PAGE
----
It’s not difficult to imagine a war beginning for no wise purpose...
...but it’s hard to fathom how the First Anglo-Afghan War, starting in 1839, came to be defined as the worst military humiliation ever suffered by a British army.
In A Very British Disaster, author S. J. Butler brings to life the bumbling leaders of Britain’s first invasion of Afghanistan and its deadly ending three years later. From the book’s beginnings in British India, we witness the combative goings-on between the waspish and sharp-witted Emily Eden, her silly sister, Hetty, and their exalted brother George, the Governor-General of India and the instigator of the catastrophe.
In 1838, George Eden – Lord Auckland, Governor-General of India – was a single man who enjoyed few of the freedoms that usually go with the condition. His sister Emily kept house for him. That is, she decorated his table, saved him from the bottle, rode on his elephants, and hired and fired his servants. All with sisterly zeal, no doubt, but she was suspected of bending her brother’s ear in the direction she wished it to go.
She was a burra memsahib of the first order, and as waspish and pale as such a great lady ought to be. During Auckland’s tours of the Punjab, she could always be found in an elephant’s howdah, receiving the acclaim of local officials with a vice-regal wave of her hand. Oh, and sister Hetty was there, too, with her ugly poke bonnets, her shawls and her lapdogs.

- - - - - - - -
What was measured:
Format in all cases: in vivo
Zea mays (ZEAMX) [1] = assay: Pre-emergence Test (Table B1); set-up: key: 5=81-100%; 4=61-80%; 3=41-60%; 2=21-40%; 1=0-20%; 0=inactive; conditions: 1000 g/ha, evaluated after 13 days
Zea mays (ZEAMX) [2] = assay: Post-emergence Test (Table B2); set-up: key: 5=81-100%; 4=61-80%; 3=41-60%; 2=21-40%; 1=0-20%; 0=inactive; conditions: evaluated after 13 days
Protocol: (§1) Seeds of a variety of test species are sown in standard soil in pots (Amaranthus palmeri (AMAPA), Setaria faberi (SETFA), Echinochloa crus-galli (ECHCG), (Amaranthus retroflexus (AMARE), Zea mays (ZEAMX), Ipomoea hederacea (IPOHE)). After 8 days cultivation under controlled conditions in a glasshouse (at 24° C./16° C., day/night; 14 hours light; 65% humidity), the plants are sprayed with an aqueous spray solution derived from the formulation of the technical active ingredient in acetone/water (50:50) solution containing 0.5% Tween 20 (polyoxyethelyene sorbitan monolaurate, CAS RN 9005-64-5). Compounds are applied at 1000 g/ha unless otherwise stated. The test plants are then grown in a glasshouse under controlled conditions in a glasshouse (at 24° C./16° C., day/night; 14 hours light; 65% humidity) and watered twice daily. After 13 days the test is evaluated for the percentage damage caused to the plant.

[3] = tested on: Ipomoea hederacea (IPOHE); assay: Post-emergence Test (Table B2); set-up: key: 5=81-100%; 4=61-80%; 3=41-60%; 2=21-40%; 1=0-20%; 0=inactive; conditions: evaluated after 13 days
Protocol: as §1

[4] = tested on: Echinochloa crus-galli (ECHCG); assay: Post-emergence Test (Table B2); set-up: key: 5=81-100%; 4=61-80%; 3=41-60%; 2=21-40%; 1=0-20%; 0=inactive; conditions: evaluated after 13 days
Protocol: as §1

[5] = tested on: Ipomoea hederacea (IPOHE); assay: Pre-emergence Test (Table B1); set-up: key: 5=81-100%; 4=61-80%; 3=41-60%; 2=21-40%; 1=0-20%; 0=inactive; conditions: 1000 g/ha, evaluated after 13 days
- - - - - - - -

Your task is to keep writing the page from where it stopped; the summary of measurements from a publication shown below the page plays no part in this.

But she was such a dull stick that she was easily forgotten, poor thing.
And so the whole sorry business began. Lord Auckland believed the Russians were trying to talk the warrior king of Afghanistan, Dost Mohammed Khan, into allowing them passage through Afghanistan to India.
About The Author
S. J. Butler was born in London, England, and grew up writing poetry in the Essex countryside.
She always loved writing.
By age ten she was turning out science fiction stories with a readership of one – herself; and around age 15 found she had a talent for writing angst-filled poetry in dark places on a cheap blue typewriter.
After leaving school she turned down a place at university and instead bought a ticket to Australia for £75, courtesy of the Australian Government. She planned to hang out in Australia for two years before returning to England and uni. But she met and married her husband in Australia shortly after arriving in Australia and the return trip didn’t eventuate.
After raising three children, working in the fields of education and human resources management, and sitting in more cold basketball stadiums than she cares to remember, S. J. Butler graduated from university in her fifties but her dream was always to become a published author.
A Very British Disaster is the realisation of that dream. She lives with her husband and their couch-buddy, Rusty, near Canberra.